Investors have been told a million-and-one times that they will have to wait and then wait some more to see this company come into its glory. International expansion, low-cost production, and sky-high production rates promised, investors are sitting around twiddling their thumbs while they wait for this stock to slowly rise.
And granted, it has risen. Since the drop at the end of 2018, Aurora stock has come up about 50%. Another 60% and the stock will be at its 52-week high!
Investors haven’t been hopeful of this happening, given the stock’s recent performance coupled with not only disappointing results for the company, but for its peers as well. However, there are a few scenarios where Aurora’s stock price could soar overnight.
Where other cannabis companies have ramped up operations with the funding of brand-name partnerships, Aurora has taken another path. The company has used shareholder cash to pay for acquisitions and expansion, and its diluted shares, leaving shareholders none too thrilled over its methods.
But the company says there is method to its madness. When they brought on billionaire Nelson Peltz as a strategic advisor, Peltz supported Aurora’s decision, seeing Aurora’s independence as beneficial to the company’s long-term success. Rather than have to make decisions based on another company’s views, Aurora can do what it wants, when it wants.
That doesn’t mean there won’t be any partnerships. In fact, Aurora has said it’s open to multiple smaller partnerships across market segments ranging from beverages to makeup. Peltz’s Rolodex will certainly be helpful for those partnerships, and any of those announcements could give the stock a major boost.
The next issue is Aurora’s need to prove it can create recurring revenue in its books. This will be a difficult task, as the company has been on a spending spree to ramp up its operations. Aurora is now the world’s second-largest marijuana producer, but even more than that, it also produces for the lowest cost. Where others are producing pot at between $3 and $7 per gram sold, Aurora is currently at around $1.50 with plans to bring that all the way down to $1 per gram.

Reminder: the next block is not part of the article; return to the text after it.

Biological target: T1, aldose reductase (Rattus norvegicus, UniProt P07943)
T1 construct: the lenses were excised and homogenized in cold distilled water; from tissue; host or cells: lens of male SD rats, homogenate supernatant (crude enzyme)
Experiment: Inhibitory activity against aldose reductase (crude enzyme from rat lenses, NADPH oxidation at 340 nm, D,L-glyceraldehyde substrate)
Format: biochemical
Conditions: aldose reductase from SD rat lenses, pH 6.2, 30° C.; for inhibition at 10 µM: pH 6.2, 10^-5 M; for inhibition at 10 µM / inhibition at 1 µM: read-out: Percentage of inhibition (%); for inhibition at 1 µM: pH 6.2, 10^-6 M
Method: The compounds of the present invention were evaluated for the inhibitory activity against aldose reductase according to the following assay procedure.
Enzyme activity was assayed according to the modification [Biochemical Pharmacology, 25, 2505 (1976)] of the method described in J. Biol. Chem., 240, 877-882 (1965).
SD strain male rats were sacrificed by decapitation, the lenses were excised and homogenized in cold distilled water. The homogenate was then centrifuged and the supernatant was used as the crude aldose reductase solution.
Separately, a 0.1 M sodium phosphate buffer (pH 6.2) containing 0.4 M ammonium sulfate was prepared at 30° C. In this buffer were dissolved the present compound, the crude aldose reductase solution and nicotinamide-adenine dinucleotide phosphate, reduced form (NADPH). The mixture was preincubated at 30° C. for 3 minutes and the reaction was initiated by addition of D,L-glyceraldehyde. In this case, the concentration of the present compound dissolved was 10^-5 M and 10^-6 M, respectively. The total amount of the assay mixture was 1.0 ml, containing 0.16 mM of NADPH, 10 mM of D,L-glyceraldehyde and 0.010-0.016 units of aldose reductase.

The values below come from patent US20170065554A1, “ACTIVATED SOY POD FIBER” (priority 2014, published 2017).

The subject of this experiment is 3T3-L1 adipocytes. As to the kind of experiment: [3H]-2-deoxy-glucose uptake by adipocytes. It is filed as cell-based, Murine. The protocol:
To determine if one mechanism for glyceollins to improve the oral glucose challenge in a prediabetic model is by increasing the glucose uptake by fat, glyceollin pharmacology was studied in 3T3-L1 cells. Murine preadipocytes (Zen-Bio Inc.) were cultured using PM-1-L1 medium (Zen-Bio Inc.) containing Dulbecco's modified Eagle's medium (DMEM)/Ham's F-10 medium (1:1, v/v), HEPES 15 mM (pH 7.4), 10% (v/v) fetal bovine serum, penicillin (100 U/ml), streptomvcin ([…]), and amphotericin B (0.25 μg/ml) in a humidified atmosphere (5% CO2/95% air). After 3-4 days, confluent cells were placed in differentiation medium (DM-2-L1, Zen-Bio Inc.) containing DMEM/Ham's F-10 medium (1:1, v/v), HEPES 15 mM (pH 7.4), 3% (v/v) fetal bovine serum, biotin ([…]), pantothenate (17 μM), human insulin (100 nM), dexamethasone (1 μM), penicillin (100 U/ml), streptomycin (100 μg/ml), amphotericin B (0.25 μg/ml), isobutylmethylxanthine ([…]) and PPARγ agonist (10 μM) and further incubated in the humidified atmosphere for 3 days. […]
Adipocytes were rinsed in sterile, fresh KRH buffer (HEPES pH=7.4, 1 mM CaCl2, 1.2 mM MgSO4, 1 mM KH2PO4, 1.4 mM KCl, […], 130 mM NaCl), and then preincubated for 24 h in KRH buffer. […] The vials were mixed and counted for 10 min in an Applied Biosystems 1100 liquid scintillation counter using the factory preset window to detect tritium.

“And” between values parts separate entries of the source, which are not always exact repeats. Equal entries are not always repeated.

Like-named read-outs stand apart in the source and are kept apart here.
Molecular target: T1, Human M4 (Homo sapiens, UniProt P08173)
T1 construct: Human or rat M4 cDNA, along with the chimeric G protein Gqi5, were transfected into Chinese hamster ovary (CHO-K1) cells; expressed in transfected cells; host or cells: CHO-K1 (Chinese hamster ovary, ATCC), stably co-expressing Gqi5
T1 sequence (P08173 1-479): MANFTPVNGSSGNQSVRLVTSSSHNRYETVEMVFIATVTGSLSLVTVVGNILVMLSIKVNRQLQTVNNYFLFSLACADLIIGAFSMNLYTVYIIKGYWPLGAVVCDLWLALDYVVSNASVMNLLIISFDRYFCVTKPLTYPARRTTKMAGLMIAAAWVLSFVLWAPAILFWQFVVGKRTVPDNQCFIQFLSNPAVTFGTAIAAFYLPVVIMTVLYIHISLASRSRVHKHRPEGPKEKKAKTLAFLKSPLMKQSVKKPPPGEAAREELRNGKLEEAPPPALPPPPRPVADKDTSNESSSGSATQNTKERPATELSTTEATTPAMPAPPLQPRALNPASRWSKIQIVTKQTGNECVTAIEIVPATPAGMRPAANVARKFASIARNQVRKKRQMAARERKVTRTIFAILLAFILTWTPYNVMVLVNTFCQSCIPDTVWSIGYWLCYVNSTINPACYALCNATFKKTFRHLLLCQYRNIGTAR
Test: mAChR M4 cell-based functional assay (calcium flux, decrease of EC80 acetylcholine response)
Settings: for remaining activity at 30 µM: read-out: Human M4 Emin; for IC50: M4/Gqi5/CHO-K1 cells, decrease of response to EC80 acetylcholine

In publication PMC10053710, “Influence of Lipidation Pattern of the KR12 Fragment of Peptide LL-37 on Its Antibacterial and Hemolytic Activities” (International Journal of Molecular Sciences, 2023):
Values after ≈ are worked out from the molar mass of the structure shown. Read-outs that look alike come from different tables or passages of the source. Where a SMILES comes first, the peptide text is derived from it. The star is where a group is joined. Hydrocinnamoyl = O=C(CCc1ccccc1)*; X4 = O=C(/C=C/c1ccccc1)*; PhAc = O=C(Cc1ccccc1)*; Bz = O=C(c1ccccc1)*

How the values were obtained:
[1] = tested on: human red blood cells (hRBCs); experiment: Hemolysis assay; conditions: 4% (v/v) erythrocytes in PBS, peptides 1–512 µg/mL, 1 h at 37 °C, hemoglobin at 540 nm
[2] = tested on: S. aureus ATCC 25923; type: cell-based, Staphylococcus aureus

What does this mean for investors? As soon as Aurora can prove it can bring in recurring revenue, shareholders should be thrilled knowing that as revenue grows, it won’t be eaten up by production costs. That should make Aurora a profitable company far before its peers.
To prove it can bring in that revenue, however, will be tricky. The company will need to show over at least three quarters that it can bring in recurring revenue again and again. Until then, investors will, of course, have to wait. But once that happens, confidence in the company should translate directly into the stock price.
Investors have been about two minds when it comes to Aurora’s production. On the one hand, Canadians want pot, and there is a backlog to get it. On the other, they fear Aurora might be planning to produce too much to supply Canadians with. The company has the capacity to produce about 625,000 kilograms annually, and that is set to climb to 750,000 kilograms.
But here’s the thing: Aurora isn’t thinking about just Canada. It’s not even just thinking about North America. It’s thinking global. The company already has a presence in 24 countries, looking across Europe to find where cannabis is most likely to be legalized and getting in on the ground floor. And it’s working. International medical sales recently grew by 38% to $4 million in the last earnings report.
The problem is, until Aurora can fill that Canadian craving for pot, it won’t be able to send out as much marijuana globally. Once that goal is reached, hopefully within the next two years, international sales could outpace Canadian sales, leaving Aurora in a prime position to have a continuous stream of diverse revenue from across the world. When that’s noted in its earnings report, expect stocks to soar.
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This article represents the opinion of the writer, who may disagree with the “official” recommendation position of a Motley Fool premium service or advisor. We’re Motley! Questioning an investing thesis — even one of our own — helps us all think critically about investing and make decisions that help us become smarter, happier, and richer, so we sometimes publish articles that may not be in line with recommendations, rankings or other content.
Fool contributor Amy Legate-Wolfe owns shares of Aurora Cannabis.